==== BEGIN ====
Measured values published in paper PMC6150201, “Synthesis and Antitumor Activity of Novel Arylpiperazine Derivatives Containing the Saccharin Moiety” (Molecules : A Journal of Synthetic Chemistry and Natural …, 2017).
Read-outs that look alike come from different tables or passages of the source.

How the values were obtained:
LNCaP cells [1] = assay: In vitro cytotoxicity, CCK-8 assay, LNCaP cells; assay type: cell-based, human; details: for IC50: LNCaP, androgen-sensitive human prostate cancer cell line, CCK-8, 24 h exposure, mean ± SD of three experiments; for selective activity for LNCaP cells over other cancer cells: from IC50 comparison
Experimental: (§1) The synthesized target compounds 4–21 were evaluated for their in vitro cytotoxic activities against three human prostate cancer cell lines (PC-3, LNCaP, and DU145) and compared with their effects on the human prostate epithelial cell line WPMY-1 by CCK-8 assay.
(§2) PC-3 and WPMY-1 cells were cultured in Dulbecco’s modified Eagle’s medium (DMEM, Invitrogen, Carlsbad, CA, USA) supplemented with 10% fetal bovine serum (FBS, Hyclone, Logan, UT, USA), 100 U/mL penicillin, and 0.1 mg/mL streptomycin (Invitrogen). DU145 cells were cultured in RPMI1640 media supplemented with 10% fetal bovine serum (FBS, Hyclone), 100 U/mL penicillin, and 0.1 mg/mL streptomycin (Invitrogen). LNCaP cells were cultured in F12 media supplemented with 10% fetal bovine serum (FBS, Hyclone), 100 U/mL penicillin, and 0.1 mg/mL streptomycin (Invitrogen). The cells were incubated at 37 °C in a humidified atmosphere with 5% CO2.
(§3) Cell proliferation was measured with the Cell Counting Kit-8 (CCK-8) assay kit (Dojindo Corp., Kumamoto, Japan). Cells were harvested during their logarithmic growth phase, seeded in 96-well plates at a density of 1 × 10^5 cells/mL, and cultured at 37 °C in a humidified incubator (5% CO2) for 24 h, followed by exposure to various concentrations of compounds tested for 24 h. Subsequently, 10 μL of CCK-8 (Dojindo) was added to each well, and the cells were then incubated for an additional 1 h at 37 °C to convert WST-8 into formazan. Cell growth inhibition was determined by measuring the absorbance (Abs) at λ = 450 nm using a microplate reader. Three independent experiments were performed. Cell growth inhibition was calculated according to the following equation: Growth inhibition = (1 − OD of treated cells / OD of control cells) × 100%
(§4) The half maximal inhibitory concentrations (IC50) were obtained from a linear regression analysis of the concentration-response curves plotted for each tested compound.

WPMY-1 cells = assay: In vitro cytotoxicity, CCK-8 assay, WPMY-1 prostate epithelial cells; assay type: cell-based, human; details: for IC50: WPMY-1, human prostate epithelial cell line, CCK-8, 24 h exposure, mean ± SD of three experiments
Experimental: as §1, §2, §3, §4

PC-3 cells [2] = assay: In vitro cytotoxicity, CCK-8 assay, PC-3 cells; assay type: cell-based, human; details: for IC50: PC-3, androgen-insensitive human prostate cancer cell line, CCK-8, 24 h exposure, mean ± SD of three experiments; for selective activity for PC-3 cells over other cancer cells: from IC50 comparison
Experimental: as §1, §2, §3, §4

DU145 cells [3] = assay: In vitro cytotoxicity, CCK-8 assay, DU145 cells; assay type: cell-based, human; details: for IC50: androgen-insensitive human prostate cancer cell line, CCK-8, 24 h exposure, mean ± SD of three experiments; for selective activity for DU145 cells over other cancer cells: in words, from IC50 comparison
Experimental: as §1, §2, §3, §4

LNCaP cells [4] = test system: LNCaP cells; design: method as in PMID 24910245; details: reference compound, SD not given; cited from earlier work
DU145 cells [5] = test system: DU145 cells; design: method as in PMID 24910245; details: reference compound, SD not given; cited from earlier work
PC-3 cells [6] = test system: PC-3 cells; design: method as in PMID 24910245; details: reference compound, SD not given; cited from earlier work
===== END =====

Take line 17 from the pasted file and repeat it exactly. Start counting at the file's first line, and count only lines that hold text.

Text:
PC-3 cells [6] = test system: PC-3 cells; design: method as in PMID 24910245; details: reference compound, SD not given; cited from earlier work